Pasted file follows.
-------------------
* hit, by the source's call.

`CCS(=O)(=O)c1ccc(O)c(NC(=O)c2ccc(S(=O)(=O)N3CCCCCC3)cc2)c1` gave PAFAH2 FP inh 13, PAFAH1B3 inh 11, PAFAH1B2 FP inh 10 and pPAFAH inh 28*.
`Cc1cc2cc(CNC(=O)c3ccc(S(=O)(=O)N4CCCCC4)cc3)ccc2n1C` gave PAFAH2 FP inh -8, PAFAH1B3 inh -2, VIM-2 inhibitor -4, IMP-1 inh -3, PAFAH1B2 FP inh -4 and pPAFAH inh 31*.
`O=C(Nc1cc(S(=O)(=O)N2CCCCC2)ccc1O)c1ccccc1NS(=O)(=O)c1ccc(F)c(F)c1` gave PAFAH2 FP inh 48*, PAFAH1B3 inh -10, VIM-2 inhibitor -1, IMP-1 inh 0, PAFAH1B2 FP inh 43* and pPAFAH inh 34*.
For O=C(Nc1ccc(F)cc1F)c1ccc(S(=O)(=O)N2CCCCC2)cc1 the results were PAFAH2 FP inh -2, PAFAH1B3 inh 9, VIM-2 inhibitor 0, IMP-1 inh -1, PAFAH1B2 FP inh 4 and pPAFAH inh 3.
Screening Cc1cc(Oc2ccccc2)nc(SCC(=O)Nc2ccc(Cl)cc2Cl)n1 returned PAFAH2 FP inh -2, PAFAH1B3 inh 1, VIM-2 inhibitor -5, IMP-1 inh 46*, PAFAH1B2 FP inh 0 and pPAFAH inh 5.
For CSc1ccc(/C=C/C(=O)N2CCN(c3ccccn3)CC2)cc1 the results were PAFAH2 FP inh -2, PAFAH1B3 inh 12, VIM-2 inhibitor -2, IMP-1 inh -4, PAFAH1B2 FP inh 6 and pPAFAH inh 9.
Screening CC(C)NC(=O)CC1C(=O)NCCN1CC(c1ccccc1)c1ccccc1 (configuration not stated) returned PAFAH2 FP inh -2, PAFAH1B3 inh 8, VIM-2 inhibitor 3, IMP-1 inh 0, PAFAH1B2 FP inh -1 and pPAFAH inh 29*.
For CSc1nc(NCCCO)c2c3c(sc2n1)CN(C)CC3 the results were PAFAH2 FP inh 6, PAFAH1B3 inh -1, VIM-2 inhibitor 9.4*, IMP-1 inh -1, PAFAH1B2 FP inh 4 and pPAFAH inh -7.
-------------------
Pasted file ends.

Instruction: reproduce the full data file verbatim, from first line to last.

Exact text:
* hit, by the source's call.

`CCS(=O)(=O)c1ccc(O)c(NC(=O)c2ccc(S(=O)(=O)N3CCCCCC3)cc2)c1` gave PAFAH2 FP inh 13, PAFAH1B3 inh 11, PAFAH1B2 FP inh 10 and pPAFAH inh 28*.
`Cc1cc2cc(CNC(=O)c3ccc(S(=O)(=O)N4CCCCC4)cc3)ccc2n1C` gave PAFAH2 FP inh -8, PAFAH1B3 inh -2, VIM-2 inhibitor -4, IMP-1 inh -3, PAFAH1B2 FP inh -4 and pPAFAH inh 31*.
`O=C(Nc1cc(S(=O)(=O)N2CCCCC2)ccc1O)c1ccccc1NS(=O)(=O)c1ccc(F)c(F)c1` gave PAFAH2 FP inh 48*, PAFAH1B3 inh -10, VIM-2 inhibitor -1, IMP-1 inh 0, PAFAH1B2 FP inh 43* and pPAFAH inh 34*.
For O=C(Nc1ccc(F)cc1F)c1ccc(S(=O)(=O)N2CCCCC2)cc1 the results were PAFAH2 FP inh -2, PAFAH1B3 inh 9, VIM-2 inhibitor 0, IMP-1 inh -1, PAFAH1B2 FP inh 4 and pPAFAH inh 3.
Screening Cc1cc(Oc2ccccc2)nc(SCC(=O)Nc2ccc(Cl)cc2Cl)n1 returned PAFAH2 FP inh -2, PAFAH1B3 inh 1, VIM-2 inhibitor -5, IMP-1 inh 46*, PAFAH1B2 FP inh 0 and pPAFAH inh 5.
For CSc1ccc(/C=C/C(=O)N2CCN(c3ccccn3)CC2)cc1 the results were PAFAH2 FP inh -2, PAFAH1B3 inh 12, VIM-2 inhibitor -2, IMP-1 inh -4, PAFAH1B2 FP inh 6 and pPAFAH inh 9.
Screening CC(C)NC(=O)CC1C(=O)NCCN1CC(c1ccccc1)c1ccccc1 (configuration not stated) returned PAFAH2 FP inh -2, PAFAH1B3 inh 8, VIM-2 inhibitor 3, IMP-1 inh 0, PAFAH1B2 FP inh -1 and pPAFAH inh 29*.
For CSc1nc(NCCCO)c2c3c(sc2n1)CN(C)CC3 the results were PAFAH2 FP inh 6, PAFAH1B3 inh -1, VIM-2 inhibitor 9.4*, IMP-1 inh -1, PAFAH1B2 FP inh 4 and pPAFAH inh -7.